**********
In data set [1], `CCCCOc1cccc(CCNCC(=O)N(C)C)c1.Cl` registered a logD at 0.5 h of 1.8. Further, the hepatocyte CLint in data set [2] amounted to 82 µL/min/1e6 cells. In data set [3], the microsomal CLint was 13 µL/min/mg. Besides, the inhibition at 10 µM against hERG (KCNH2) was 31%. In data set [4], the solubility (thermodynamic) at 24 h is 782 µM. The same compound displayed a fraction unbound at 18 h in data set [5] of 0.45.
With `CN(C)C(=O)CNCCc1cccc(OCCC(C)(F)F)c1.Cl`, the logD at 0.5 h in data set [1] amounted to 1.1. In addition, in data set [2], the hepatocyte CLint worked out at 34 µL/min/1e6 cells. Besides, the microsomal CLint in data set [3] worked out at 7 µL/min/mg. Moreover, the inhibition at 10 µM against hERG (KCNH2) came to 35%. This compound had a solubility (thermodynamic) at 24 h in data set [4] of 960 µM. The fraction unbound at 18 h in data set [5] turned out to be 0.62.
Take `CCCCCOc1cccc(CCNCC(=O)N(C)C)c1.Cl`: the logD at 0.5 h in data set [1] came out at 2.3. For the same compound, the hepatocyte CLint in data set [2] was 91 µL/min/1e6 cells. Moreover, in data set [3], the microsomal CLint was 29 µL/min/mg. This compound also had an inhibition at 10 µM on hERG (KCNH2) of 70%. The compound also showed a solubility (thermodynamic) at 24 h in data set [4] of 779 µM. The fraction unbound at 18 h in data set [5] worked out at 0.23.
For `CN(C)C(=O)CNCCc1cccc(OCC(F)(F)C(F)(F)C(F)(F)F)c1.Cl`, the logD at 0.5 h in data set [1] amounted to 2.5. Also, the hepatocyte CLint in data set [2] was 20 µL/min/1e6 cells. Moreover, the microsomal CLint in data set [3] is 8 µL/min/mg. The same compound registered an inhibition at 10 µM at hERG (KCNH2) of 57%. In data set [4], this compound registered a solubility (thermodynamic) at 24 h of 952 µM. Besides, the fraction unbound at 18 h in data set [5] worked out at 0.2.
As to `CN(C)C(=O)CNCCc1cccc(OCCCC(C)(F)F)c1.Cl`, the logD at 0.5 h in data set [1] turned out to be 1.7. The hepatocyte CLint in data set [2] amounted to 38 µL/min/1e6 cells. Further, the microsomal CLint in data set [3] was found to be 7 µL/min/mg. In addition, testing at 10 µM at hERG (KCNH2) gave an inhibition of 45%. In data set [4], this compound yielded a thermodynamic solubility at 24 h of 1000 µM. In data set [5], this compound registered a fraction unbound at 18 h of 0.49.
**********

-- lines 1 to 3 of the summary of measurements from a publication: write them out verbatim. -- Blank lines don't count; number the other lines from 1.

In data set [1], `CCCCOc1cccc(CCNCC(=O)N(C)C)c1.Cl` registered a logD at 0.5 h of 1.8. Further, the hepatocyte CLint in data set [2] amounted to 82 µL/min/1e6 cells. In data set [3], the microsomal CLint was 13 µL/min/mg. Besides, the inhibition at 10 µM against hERG (KCNH2) was 31%. In data set [4], the solubility (thermodynamic) at 24 h is 782 µM. The same compound displayed a fraction unbound at 18 h in data set [5] of 0.45.
With `CN(C)C(=O)CNCCc1cccc(OCCC(C)(F)F)c1.Cl`, the logD at 0.5 h in data set [1] amounted to 1.1. In addition, in data set [2], the hepatocyte CLint worked out at 34 µL/min/1e6 cells. Besides, the microsomal CLint in data set [3] worked out at 7 µL/min/mg. Moreover, the inhibition at 10 µM against hERG (KCNH2) came to 35%. This compound had a solubility (thermodynamic) at 24 h in data set [4] of 960 µM. The fraction unbound at 18 h in data set [5] turned out to be 0.62.
Take `CCCCCOc1cccc(CCNCC(=O)N(C)C)c1.Cl`: the logD at 0.5 h in data set [1] came out at 2.3. For the same compound, the hepatocyte CLint in data set [2] was 91 µL/min/1e6 cells. Moreover, in data set [3], the microsomal CLint was 29 µL/min/mg. This compound also had an inhibition at 10 µM on hERG (KCNH2) of 70%. The compound also showed a solubility (thermodynamic) at 24 h in data set [4] of 779 µM. The fraction unbound at 18 h in data set [5] worked out at 0.23.